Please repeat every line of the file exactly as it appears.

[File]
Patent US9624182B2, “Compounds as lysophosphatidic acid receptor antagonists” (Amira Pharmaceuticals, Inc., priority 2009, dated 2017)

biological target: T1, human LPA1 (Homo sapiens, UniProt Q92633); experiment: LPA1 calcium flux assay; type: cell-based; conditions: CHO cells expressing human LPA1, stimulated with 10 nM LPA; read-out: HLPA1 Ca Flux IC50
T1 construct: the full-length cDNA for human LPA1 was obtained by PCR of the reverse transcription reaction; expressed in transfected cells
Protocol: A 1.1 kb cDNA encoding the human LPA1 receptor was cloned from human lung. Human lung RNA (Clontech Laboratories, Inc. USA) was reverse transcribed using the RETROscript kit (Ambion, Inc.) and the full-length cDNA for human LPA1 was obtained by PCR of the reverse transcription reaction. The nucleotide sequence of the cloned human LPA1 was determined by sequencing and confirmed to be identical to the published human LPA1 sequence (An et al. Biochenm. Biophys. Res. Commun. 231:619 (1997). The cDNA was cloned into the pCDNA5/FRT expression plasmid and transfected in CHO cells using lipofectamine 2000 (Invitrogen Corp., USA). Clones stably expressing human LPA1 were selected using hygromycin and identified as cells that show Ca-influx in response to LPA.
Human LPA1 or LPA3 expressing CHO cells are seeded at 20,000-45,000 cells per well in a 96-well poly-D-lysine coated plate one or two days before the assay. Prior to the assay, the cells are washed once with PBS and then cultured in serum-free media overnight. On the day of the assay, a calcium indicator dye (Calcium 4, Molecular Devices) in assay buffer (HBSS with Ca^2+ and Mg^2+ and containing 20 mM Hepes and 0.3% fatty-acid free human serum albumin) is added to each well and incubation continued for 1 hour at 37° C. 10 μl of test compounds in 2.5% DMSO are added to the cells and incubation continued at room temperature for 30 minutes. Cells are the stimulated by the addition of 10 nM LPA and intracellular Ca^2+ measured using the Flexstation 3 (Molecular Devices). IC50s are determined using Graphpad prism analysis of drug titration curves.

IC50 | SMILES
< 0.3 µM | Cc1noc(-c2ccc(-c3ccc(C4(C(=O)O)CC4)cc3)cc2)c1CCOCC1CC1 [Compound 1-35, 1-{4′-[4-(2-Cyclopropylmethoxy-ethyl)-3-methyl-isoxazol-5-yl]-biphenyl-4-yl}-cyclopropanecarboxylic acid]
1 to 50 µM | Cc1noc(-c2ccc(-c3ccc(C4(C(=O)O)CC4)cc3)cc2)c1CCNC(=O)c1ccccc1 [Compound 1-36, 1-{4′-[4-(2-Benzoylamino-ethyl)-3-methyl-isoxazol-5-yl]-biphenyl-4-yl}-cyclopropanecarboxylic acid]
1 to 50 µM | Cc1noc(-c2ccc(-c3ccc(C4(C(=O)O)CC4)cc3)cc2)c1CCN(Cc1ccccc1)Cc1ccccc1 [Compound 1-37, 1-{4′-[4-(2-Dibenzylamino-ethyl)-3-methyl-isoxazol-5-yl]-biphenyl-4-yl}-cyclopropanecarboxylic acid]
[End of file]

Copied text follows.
Patent US9624182B2, “Compounds as lysophosphatidic acid receptor antagonists” (Amira Pharmaceuticals, Inc., priority 2009, dated 2017)

biological target: T1, human LPA1 (Homo sapiens, UniProt Q92633); experiment: LPA1 calcium flux assay; type: cell-based; conditions: CHO cells expressing human LPA1, stimulated with 10 nM LPA; read-out: HLPA1 Ca Flux IC50
T1 construct: the full-length cDNA for human LPA1 was obtained by PCR of the reverse transcription reaction; expressed in transfected cells
Protocol: A 1.1 kb cDNA encoding the human LPA1 receptor was cloned from human lung. Human lung RNA (Clontech Laboratories, Inc. USA) was reverse transcribed using the RETROscript kit (Ambion, Inc.) and the full-length cDNA for human LPA1 was obtained by PCR of the reverse transcription reaction. The nucleotide sequence of the cloned human LPA1 was determined by sequencing and confirmed to be identical to the published human LPA1 sequence (An et al. Biochenm. Biophys. Res. Commun. 231:619 (1997). The cDNA was cloned into the pCDNA5/FRT expression plasmid and transfected in CHO cells using lipofectamine 2000 (Invitrogen Corp., USA). Clones stably expressing human LPA1 were selected using hygromycin and identified as cells that show Ca-influx in response to LPA.
Human LPA1 or LPA3 expressing CHO cells are seeded at 20,000-45,000 cells per well in a 96-well poly-D-lysine coated plate one or two days before the assay. Prior to the assay, the cells are washed once with PBS and then cultured in serum-free media overnight. On the day of the assay, a calcium indicator dye (Calcium 4, Molecular Devices) in assay buffer (HBSS with Ca^2+ and Mg^2+ and containing 20 mM Hepes and 0.3% fatty-acid free human serum albumin) is added to each well and incubation continued for 1 hour at 37° C. 10 μl of test compounds in 2.5% DMSO are added to the cells and incubation continued at room temperature for 30 minutes. Cells are the stimulated by the addition of 10 nM LPA and intracellular Ca^2+ measured using the Flexstation 3 (Molecular Devices). IC50s are determined using Graphpad prism analysis of drug titration curves.

IC50 | SMILES
< 0.3 µM | Cc1noc(-c2ccc(-c3ccc(C4(C(=O)O)CC4)cc3)cc2)c1CCOCC1CC1 [Compound 1-35, 1-{4′-[4-(2-Cyclopropylmethoxy-ethyl)-3-methyl-isoxazol-5-yl]-biphenyl-4-yl}-cyclopropanecarboxylic acid]
1 to 50 µM | Cc1noc(-c2ccc(-c3ccc(C4(C(=O)O)CC4)cc3)cc2)c1CCNC(=O)c1ccccc1 [Compound 1-36, 1-{4′-[4-(2-Benzoylamino-ethyl)-3-methyl-isoxazol-5-yl]-biphenyl-4-yl}-cyclopropanecarboxylic acid]
1 to 50 µM | Cc1noc(-c2ccc(-c3ccc(C4(C(=O)O)CC4)cc3)cc2)c1CCN(Cc1ccccc1)Cc1ccccc1 [Compound 1-37, 1-{4′-[4-(2-Dibenzylamino-ethyl)-3-methyl-isoxazol-5-yl]-biphenyl-4-yl}-cyclopropanecarboxylic acid]